I was hanging out with my boys at my favourite “feel just right” place – the river banks, and after a couple of hours of just the three of us, a little boy comes there and starts drawing a rather intricate something in the sand. A lot of work. Very close to the water. Where the waves from boats passing by come and dance, erasing everything and carrying sticks and rocks into the river. So I almost felt like telling him that the drawing might not last, thinking he’ll be disappointed if the water erased it. And I didn’t. Because he was so focused on drawing and he was enjoying it so much, it almost seemed sacrilegious to do so. And then it made sense. He wasn’t thinking that his drawing should last, and most likely he wasn’t planning on maybe coming back tomorrow to see if it was still intact. He was immersed in the moment, savouring every second and enjoying playing in the sand. There was no worrying about anything else. He was happy. Just like most of us when we were kids and doing just that: living the moment. But we’re adults now and somehow we forgot to do that.
Now of course adulthood is a bit of a complicated business. Try as we may, we cannot ignore that planning for the future and thinking ahead are necessary skills we adults have to develop as we go or else. Even more so when we become parents. It’s called responsibility. And it’s part of life.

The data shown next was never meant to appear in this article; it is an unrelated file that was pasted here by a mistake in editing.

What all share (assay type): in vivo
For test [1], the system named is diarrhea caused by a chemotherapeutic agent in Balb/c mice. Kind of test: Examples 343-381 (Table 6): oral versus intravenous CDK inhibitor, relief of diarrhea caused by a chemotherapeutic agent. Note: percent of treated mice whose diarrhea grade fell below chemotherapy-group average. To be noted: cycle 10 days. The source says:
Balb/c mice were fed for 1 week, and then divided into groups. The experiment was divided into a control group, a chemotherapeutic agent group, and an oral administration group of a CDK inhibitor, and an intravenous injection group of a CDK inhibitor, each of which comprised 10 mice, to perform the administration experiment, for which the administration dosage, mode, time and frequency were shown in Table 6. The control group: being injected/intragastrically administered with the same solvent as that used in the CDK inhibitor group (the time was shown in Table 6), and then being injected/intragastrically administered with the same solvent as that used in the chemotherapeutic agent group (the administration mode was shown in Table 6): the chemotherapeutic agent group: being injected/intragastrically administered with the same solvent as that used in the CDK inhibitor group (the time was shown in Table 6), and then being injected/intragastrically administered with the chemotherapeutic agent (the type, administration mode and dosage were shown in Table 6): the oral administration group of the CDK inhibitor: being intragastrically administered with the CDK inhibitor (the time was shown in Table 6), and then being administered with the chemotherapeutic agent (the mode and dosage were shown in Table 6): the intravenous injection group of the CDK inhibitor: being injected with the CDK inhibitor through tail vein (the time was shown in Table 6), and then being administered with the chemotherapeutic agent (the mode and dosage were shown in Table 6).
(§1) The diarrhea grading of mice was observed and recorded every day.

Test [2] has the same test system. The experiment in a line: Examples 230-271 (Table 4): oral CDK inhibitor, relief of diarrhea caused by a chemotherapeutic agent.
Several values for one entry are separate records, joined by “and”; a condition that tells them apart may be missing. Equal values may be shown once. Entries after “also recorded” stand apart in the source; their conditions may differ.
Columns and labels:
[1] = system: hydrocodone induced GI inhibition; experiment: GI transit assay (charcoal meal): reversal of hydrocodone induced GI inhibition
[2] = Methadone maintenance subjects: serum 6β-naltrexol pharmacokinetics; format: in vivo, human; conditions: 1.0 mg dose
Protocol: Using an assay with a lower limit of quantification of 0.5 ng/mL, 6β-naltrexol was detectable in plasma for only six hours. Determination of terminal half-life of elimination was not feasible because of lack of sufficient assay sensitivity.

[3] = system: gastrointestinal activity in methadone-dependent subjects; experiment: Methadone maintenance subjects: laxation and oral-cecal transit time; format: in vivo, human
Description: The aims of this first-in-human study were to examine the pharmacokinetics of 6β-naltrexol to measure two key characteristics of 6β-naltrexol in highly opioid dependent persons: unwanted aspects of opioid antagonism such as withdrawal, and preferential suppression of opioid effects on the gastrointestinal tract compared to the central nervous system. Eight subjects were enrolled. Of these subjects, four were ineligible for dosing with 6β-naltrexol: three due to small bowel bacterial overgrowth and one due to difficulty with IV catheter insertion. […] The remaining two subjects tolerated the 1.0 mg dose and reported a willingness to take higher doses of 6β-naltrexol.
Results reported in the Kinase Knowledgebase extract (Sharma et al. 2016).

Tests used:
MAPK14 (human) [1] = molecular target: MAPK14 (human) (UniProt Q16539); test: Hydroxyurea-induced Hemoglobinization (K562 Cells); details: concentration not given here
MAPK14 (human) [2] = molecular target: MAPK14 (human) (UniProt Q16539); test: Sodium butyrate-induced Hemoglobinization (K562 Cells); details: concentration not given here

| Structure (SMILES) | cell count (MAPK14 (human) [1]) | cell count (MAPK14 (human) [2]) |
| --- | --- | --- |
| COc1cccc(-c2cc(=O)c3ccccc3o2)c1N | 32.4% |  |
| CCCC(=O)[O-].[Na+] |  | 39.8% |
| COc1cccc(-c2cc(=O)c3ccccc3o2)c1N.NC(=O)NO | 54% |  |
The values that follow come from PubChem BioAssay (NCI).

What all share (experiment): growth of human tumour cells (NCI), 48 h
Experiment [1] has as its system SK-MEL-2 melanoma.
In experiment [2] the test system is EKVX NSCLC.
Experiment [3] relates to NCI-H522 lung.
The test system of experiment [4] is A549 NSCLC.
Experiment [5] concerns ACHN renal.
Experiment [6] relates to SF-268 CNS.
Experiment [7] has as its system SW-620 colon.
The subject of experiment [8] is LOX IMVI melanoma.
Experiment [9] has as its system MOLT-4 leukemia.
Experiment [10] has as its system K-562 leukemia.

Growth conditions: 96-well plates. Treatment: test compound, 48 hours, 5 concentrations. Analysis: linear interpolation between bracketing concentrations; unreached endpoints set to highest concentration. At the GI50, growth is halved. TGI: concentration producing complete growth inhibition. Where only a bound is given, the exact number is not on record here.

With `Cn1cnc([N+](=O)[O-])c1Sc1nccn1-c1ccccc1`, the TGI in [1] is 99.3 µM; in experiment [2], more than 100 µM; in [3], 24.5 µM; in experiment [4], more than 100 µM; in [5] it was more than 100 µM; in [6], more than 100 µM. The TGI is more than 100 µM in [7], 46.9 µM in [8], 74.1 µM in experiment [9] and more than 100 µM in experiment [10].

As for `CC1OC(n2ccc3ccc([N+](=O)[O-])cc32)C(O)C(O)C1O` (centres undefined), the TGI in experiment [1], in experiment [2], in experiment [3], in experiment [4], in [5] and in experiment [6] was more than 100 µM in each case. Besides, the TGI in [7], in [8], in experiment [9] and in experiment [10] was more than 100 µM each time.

But here is an exercise you may want to try occasionally: Live in the moment. Immerse yourself in that moment and sing, dance, laugh and cry with it. Live it fully and don’t think about the next three steps. Just let your senses soak everything in. It could be watching the clouds move over the face of the moon or climbing trees with your children, dancing with your loved one or reading a book. It could be many other things. Living the moment will trigger memories and thoughts that will take your whole being for a spin. Enjoy it. It’s not everyday living, it could not be, and that’s just fine. Just moments here and there. Enjoy their elusive yet captivating nature and live them fully. Your grown-up status will stay untouched, I guarantee it. You’ll be happier though and might even smile more, if you are willing to take such risks, that is.
Promise you’ll try. At least once.